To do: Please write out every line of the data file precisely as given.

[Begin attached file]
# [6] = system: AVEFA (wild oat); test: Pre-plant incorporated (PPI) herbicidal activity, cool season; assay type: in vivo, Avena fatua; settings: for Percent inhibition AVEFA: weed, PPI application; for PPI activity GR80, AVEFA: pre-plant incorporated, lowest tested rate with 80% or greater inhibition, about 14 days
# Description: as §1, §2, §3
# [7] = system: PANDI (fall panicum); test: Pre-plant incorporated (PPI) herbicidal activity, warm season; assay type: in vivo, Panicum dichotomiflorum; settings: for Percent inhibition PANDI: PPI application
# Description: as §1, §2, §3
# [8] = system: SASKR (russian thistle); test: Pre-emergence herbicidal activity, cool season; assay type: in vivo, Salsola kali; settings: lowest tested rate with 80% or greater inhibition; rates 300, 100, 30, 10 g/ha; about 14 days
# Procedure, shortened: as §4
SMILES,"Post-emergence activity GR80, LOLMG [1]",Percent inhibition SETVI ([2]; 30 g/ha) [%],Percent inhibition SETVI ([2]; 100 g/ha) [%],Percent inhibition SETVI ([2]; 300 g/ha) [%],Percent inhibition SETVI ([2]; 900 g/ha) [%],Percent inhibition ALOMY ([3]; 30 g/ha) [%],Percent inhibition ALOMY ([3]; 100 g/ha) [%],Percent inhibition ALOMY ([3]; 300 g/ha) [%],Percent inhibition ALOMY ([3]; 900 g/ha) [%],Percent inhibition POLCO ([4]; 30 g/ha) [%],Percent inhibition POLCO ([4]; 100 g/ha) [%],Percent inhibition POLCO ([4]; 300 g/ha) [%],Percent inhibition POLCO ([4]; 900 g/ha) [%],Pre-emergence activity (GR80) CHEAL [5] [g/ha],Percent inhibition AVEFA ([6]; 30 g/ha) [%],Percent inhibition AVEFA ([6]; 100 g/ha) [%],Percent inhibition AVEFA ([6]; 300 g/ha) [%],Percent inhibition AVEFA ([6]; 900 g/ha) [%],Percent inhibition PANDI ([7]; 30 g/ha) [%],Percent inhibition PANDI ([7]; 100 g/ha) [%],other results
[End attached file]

# [6] = system: AVEFA (wild oat); test: Pre-plant incorporated (PPI) herbicidal activity, cool season; assay type: in vivo, Avena fatua; settings: for Percent inhibition AVEFA: weed, PPI application; for PPI activity GR80, AVEFA: pre-plant incorporated, lowest tested rate with 80% or greater inhibition, about 14 days
# Description: as §1, §2, §3
# [7] = system: PANDI (fall panicum); test: Pre-plant incorporated (PPI) herbicidal activity, warm season; assay type: in vivo, Panicum dichotomiflorum; settings: for Percent inhibition PANDI: PPI application
# Description: as §1, §2, §3
# [8] = system: SASKR (russian thistle); test: Pre-emergence herbicidal activity, cool season; assay type: in vivo, Salsola kali; settings: lowest tested rate with 80% or greater inhibition; rates 300, 100, 30, 10 g/ha; about 14 days
# Procedure, shortened: as §4
SMILES,"Post-emergence activity GR80, LOLMG [1]",Percent inhibition SETVI ([2]; 30 g/ha) [%],Percent inhibition SETVI ([2]; 100 g/ha) [%],Percent inhibition SETVI ([2]; 300 g/ha) [%],Percent inhibition SETVI ([2]; 900 g/ha) [%],Percent inhibition ALOMY ([3]; 30 g/ha) [%],Percent inhibition ALOMY ([3]; 100 g/ha) [%],Percent inhibition ALOMY ([3]; 300 g/ha) [%],Percent inhibition ALOMY ([3]; 900 g/ha) [%],Percent inhibition POLCO ([4]; 30 g/ha) [%],Percent inhibition POLCO ([4]; 100 g/ha) [%],Percent inhibition POLCO ([4]; 300 g/ha) [%],Percent inhibition POLCO ([4]; 900 g/ha) [%],Pre-emergence activity (GR80) CHEAL [5] [g/ha],Percent inhibition AVEFA ([6]; 30 g/ha) [%],Percent inhibition AVEFA ([6]; 100 g/ha) [%],Percent inhibition AVEFA ([6]; 300 g/ha) [%],Percent inhibition AVEFA ([6]; 900 g/ha) [%],Percent inhibition PANDI ([7]; 30 g/ha) [%],Percent inhibition PANDI ([7]; 100 g/ha) [%],other results